Reynolds (Look Both Ways) lends his signature flair to remixing Kendi's award-winning Stamped from the Beginning into a powerful "not a history book" primer on the historical roots and present-day manifestations of antiblack racism in America. In five sections, Reynolds's conversational text discusses the influential figures, movements, and events that have propagated racist ideas, beginning in 1415 with the publication of the infamous work that laid the groundwork for subsequent religious justifications of enslaving African peoples and continuing through the "war on drugs" and #BlackLivesMatter. Employing a format that hews closely to Kendi's original, Reynolds discusses and differentiates between segregationist ("a hater"), assimilationist ("a coward"), and antiracist ("someone who truly loves") rhetoric via figures such as Angela Davis, W.E.B. DuBois, Thomas Jefferson, and Cotton Mather. Short chapters, lively phrasing ("You know what hits do—they spread"), and intentional breaks ("Time Out," "Let's all just take a deep breath") help maintain a brisk, compelling pace. Told impressively economically, loaded with historical details that connect clearly to current experiences, and bolstered with suggested reading and listening selected specifically for young readers, Kendi and Reynolds's volume is essential, meaningfully accessible reading. Ages 12–up. (Mar.)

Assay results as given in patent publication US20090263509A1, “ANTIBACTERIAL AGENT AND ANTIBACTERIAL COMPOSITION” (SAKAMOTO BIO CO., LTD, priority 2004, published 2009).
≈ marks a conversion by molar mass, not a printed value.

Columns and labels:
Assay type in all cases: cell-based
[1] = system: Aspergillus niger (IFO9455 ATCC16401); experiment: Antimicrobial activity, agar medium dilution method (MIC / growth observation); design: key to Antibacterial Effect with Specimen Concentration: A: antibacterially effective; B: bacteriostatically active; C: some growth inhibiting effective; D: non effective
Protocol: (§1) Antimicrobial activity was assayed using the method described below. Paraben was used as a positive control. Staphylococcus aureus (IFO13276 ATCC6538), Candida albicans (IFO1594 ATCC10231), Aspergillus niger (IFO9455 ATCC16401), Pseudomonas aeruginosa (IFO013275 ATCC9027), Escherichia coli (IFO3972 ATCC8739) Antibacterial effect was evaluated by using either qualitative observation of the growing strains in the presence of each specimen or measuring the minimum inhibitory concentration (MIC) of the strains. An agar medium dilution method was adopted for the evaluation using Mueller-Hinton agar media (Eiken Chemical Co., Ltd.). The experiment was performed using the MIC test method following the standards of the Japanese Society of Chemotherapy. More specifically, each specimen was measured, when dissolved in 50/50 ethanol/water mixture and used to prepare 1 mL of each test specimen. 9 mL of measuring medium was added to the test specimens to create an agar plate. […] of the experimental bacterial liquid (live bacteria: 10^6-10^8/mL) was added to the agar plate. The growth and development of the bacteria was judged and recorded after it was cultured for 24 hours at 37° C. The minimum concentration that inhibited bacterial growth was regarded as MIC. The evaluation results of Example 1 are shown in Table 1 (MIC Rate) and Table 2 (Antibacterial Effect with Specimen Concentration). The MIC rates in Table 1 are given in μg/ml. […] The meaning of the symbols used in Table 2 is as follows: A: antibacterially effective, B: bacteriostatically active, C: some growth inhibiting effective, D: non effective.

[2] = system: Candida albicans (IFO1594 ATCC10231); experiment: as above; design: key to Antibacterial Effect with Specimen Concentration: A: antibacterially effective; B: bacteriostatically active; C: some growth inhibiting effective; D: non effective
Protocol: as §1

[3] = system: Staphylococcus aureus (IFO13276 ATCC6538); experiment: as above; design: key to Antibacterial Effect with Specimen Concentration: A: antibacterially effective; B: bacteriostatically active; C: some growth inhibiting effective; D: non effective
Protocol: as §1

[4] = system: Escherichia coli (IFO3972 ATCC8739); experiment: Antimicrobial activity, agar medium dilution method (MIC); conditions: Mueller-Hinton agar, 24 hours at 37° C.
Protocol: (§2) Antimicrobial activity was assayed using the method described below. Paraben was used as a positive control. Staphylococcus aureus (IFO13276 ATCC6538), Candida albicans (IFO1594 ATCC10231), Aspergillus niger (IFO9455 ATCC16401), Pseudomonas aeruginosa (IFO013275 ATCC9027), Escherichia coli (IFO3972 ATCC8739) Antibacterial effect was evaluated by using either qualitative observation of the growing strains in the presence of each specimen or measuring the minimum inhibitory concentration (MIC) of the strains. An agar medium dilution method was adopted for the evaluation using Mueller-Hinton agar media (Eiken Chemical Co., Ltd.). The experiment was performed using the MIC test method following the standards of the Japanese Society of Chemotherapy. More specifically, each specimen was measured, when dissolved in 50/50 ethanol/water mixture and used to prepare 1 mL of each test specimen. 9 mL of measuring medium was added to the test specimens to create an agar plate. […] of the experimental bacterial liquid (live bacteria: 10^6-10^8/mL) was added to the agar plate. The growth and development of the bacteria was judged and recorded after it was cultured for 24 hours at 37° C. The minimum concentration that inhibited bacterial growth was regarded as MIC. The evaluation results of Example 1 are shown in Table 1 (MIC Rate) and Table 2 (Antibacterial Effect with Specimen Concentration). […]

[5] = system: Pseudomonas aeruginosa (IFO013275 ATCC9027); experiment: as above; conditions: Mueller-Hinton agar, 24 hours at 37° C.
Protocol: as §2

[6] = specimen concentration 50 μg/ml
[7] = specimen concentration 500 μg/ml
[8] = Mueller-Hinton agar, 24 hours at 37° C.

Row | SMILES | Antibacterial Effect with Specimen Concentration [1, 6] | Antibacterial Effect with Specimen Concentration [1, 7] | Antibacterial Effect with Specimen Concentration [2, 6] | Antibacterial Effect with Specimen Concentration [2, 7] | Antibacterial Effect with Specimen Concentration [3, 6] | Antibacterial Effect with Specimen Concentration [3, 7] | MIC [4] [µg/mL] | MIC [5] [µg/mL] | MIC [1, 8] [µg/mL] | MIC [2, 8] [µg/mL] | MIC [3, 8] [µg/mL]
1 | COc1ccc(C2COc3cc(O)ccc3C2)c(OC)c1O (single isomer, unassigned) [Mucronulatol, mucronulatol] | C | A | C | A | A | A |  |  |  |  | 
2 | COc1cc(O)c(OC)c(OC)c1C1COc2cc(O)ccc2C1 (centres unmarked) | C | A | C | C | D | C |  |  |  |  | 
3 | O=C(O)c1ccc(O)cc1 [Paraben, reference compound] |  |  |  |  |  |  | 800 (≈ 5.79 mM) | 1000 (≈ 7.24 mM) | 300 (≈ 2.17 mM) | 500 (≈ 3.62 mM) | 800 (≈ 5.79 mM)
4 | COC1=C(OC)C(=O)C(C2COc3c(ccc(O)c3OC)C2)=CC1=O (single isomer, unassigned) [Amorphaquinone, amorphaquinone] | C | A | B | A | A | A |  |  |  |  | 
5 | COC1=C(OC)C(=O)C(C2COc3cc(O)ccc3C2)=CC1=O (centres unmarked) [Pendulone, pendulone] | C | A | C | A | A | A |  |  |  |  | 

Copyright 2020 Publishers Weekly.

School Library Journal Reviews